Olympics Map Reflection

“Working with the three appeals helped organize the content in the three different folds. I was not sure how to tackle such a large project with a vast amount of information at first, but categorizing the content into the appeals made it a bit easier. It also helped me narrow down my image search as opposed to browsing Google images (or other various web sites and books) for hours. Using the tropes also helped the image search due to their particularity. There were some images in my final map that I would not have thought to add in at first, but applying them as a trope made me re-think their inclusion. The dramatic image of a woman jumping on the back and front covers is a hyperbole. She may have a powerful jump in reality, but the way the image is broken down exaggerates her motion. In my first panel, one can see that metonymy is used through pictures of medals and awards ceremonies to represent winning. Metonymy is also present in my second panel through the use of a variety of country’s flags. When one sees the flags, they automatically think of the country associated with it. The picture of Michael Phelps on the second panel is a synecdoche. To many people, he “is” the U.S. swim team. Amplification is also present through the pictures of the U.S. ski team and hockey player. Their uniforms expand upon the idea of individualizing countries. The pictures of the Greeks and the angel are metaphors for the Greek philosophy that the body is a temple for the mind and soul. They look poised, balanced, and beautiful, all of which were important to the Greeks. My entire third panel shows amplification since it is a timeline showing various events that represent the evolution of the Olympics from the Greeks to modern times.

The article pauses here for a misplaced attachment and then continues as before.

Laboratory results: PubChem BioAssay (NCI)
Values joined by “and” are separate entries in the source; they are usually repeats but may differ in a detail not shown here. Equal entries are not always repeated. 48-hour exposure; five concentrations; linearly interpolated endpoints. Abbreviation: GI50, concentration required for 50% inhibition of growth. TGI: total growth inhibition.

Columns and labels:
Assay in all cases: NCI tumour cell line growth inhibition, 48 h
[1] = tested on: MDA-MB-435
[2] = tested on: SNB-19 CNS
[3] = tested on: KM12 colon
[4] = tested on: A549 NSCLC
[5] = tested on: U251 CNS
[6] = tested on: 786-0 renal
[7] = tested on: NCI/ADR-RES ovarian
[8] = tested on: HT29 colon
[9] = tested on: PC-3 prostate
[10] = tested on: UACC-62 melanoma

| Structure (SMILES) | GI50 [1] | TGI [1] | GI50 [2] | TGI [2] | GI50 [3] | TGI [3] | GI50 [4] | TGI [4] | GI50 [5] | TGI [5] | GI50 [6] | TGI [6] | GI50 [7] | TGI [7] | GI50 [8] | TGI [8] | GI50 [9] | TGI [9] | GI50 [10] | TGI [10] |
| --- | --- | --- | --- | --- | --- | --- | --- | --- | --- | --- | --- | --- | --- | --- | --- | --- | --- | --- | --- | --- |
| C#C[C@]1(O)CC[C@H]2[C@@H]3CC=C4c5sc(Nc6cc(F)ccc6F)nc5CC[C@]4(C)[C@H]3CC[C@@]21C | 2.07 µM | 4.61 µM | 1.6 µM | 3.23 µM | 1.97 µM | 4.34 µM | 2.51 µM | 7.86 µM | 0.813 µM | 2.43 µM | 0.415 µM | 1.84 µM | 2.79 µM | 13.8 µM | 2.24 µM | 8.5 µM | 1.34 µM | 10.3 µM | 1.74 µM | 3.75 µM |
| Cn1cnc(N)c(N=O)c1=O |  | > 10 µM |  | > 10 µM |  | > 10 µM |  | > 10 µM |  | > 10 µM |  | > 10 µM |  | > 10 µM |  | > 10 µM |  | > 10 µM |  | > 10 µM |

My audience, which consisted of competitive athletes, helped organize my information. Competitive athletes are always busy and do not have much time or patience to sit and read paragraphs of information. They are familiar with motion, hence why I organized my information in “ribbons” that traveled throughout the entire map. This made it easy to follow, interesting to read, and relatable to sports. The “ribbons” created a second level of interaction besides unfolding the physical map. The reader was able to follow the information on another level other than the actual folding/unfolding of the artifact, which is what held my interest. I did not use any assets from my video interview because I broadened the spectrum from gymnastics to the Olympics.

This project was one of the most frustrating for me. I had a hard time starting, which threw off my thinking for the rest of the project. It was hard to think about how a giant, two-sided, folded map would all come together, first of all. I feel as if we did not have much guidance on the project, which made it difficult to design our artifact since it was so open-ended. I could have used more skills in photo manipulation and treatment to incorporate my images better. Next time I have a similar project, I will organize my information better from the start, engage in valuable research, start my work as early as possible (since I am a slow worker), and pay more attention to the appeals. The process critiques were helpful in the sense of gaining feedback early enough to change things. They also helped create a strict schedule so as not to fall behind as much. They did create more pressure, however, to get certain parts done by a certain time while still a bit clueless as to how to tackle the project. The final silent critique was a good opportunity for us to see the work of others and write honest feedback. Many things that were said on paper (both good and bad) may not have been said face-to-face. Overall, this project taught me valuable design and scheduling lessons, but it definitely was not one of my favorites and I was not very content with my outcome.”


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